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“IT WAS one of the most profound experiences of Fyodor Dostoevsky’s life. “A happiness unthinkable in the normal state and unimaginable for anyone who hasn’t experienced it… I am then in perfect harmony with myself and the entire universe,” he told his friend, Russian philosopher Nikolai Strakhov. What lay behind such feelings? The description might suggest a religious awakening – but Dostoevsky was instead describing the moments before a full-blown epileptic seizure.
Those sensations seem to have informed the character of Prince Myshkin in Dostoevsky’s novel, The Idiot. “I would give my whole life for this one instant,” the prince says of the brief moment at the start of his epileptic fit – a moment “overflowing with unbounded joy and rapture, ecstatic devotion, and completest life”.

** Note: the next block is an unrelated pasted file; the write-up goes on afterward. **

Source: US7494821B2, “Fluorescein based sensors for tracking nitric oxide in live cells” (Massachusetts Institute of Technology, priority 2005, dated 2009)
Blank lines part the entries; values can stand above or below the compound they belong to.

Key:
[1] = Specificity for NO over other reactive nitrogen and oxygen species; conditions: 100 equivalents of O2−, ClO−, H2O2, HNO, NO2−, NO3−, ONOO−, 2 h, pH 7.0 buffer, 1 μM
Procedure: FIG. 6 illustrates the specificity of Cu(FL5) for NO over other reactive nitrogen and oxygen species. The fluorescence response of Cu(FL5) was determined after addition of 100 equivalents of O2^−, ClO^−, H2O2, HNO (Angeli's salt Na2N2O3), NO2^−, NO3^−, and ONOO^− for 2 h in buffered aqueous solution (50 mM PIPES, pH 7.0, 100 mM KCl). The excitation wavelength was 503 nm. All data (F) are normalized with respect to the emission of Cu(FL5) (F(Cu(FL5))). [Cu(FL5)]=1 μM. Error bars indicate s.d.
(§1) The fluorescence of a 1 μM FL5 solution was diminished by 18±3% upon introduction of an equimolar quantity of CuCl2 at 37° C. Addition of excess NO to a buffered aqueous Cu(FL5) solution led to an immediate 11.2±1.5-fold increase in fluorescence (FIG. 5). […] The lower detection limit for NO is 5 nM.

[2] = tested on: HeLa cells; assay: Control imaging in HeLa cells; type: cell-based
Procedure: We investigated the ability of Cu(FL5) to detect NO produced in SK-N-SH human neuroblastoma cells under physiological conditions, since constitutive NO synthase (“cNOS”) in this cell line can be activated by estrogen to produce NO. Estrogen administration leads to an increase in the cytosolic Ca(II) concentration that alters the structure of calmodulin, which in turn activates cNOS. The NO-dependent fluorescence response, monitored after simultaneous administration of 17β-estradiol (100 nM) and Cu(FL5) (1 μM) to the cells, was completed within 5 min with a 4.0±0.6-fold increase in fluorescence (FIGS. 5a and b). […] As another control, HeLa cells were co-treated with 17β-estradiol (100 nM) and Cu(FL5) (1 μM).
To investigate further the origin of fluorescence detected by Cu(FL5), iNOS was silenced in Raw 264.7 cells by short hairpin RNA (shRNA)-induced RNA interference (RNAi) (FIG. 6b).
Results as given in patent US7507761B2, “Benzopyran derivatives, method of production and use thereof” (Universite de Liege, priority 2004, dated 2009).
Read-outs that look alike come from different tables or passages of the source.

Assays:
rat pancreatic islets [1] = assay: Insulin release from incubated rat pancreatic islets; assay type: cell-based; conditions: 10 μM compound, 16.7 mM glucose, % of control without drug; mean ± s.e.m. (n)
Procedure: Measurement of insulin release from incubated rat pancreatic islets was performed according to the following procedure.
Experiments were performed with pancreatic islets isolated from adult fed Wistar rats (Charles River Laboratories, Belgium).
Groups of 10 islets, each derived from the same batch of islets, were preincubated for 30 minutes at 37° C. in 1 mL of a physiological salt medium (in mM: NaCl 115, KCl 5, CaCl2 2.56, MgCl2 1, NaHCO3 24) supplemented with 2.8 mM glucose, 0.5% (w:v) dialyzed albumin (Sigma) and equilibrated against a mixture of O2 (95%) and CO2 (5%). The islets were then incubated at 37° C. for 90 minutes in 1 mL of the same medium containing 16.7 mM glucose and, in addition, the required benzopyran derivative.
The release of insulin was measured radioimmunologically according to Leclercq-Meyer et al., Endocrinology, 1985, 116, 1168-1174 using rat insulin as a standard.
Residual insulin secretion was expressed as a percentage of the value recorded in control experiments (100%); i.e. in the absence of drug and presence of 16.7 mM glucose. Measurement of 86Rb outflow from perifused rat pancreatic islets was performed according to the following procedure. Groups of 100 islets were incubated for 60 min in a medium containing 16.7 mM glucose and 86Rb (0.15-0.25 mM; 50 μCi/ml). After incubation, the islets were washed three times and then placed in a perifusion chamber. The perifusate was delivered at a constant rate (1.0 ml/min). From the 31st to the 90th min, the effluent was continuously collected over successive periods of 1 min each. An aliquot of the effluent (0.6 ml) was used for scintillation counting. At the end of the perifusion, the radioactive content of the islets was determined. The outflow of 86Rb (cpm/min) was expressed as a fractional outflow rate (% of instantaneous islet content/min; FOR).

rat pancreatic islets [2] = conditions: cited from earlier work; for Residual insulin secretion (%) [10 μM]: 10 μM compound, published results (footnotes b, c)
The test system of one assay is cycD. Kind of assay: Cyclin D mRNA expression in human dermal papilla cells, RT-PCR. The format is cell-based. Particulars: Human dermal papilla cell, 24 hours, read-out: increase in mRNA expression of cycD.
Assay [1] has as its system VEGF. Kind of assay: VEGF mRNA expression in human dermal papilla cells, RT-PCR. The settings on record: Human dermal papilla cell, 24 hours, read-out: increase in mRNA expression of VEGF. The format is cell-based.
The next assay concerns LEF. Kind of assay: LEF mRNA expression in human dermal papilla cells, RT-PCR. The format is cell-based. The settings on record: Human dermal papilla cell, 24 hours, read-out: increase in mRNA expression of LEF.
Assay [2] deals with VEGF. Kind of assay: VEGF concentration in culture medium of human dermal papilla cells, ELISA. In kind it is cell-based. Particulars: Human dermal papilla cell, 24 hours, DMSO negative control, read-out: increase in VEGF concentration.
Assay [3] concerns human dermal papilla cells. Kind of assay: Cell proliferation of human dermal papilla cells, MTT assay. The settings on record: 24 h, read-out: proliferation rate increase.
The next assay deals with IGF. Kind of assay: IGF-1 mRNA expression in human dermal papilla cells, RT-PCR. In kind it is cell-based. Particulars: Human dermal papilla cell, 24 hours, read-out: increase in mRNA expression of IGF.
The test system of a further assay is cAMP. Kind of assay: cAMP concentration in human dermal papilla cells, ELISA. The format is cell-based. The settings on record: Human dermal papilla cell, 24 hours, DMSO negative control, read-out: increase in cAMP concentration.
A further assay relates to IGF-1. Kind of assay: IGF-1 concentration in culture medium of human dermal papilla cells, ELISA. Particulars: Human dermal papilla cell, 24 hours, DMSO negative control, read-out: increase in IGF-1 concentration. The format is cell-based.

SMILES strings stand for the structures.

For a long time, the novelist was thought to be exercising his artistic licence and exaggerating this “ecstatic aura”, rather than accurately representing a real phenomenon. Most epileptic attacks are terrifying, after all, and many people with epilepsy would give a lot not to experience another. But as more and more people with the condition have come forward reporting the same feelings, there has been a renewed interest in this “Dostoevsky syndrome” – and neuroscientists are now on the hunt for the cause.
Besides explaining those feelings of bliss experienced by Dostoevsky and other people with “ecstatic epilepsy”, their investigations could also open a window on self-awareness more generally. The question is, are there safe ways we could all be transported to similar states of being?” Excerpt from A&O READING on Ecstatic Epilepsy by Anil Ananthaswamy (2014)[i]